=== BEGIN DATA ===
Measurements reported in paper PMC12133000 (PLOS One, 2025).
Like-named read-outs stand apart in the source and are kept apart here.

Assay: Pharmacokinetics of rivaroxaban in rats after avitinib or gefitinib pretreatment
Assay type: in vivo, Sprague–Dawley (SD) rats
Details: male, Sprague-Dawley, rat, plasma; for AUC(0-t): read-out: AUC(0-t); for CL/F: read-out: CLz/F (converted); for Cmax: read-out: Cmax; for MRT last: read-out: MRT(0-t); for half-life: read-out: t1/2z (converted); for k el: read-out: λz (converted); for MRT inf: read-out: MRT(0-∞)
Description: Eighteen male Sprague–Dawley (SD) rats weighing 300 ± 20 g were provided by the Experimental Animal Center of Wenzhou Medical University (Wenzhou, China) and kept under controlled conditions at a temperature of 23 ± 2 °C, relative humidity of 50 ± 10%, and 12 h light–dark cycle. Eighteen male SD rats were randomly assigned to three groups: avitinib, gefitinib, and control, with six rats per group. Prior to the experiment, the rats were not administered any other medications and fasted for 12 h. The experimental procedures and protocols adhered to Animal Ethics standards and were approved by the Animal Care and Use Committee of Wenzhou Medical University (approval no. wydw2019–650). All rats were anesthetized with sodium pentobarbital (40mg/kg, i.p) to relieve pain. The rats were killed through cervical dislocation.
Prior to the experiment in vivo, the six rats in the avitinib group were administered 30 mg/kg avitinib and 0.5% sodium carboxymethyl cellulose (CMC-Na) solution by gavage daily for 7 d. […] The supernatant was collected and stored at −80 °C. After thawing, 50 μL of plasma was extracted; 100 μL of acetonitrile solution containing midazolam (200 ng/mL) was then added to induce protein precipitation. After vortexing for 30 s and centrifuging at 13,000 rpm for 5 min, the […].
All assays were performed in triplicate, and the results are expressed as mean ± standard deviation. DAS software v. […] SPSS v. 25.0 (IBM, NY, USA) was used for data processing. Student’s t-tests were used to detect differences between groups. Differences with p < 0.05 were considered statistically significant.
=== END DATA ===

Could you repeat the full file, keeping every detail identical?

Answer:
Measurements reported in paper PMC12133000 (PLOS One, 2025).
Like-named read-outs stand apart in the source and are kept apart here.

Assay: Pharmacokinetics of rivaroxaban in rats after avitinib or gefitinib pretreatment
Assay type: in vivo, Sprague–Dawley (SD) rats
Details: male, Sprague-Dawley, rat, plasma; for AUC(0-t): read-out: AUC(0-t); for CL/F: read-out: CLz/F (converted); for Cmax: read-out: Cmax; for MRT last: read-out: MRT(0-t); for half-life: read-out: t1/2z (converted); for k el: read-out: λz (converted); for MRT inf: read-out: MRT(0-∞)
Description: Eighteen male Sprague–Dawley (SD) rats weighing 300 ± 20 g were provided by the Experimental Animal Center of Wenzhou Medical University (Wenzhou, China) and kept under controlled conditions at a temperature of 23 ± 2 °C, relative humidity of 50 ± 10%, and 12 h light–dark cycle. Eighteen male SD rats were randomly assigned to three groups: avitinib, gefitinib, and control, with six rats per group. Prior to the experiment, the rats were not administered any other medications and fasted for 12 h. The experimental procedures and protocols adhered to Animal Ethics standards and were approved by the Animal Care and Use Committee of Wenzhou Medical University (approval no. wydw2019–650). All rats were anesthetized with sodium pentobarbital (40mg/kg, i.p) to relieve pain. The rats were killed through cervical dislocation.
Prior to the experiment in vivo, the six rats in the avitinib group were administered 30 mg/kg avitinib and 0.5% sodium carboxymethyl cellulose (CMC-Na) solution by gavage daily for 7 d. […] The supernatant was collected and stored at −80 °C. After thawing, 50 μL of plasma was extracted; 100 μL of acetonitrile solution containing midazolam (200 ng/mL) was then added to induce protein precipitation. After vortexing for 30 s and centrifuging at 13,000 rpm for 5 min, the […].
All assays were performed in triplicate, and the results are expressed as mean ± standard deviation. DAS software v. […] SPSS v. 25.0 (IBM, NY, USA) was used for data processing. Student’s t-tests were used to detect differences between groups. Differences with p < 0.05 were considered statistically significant.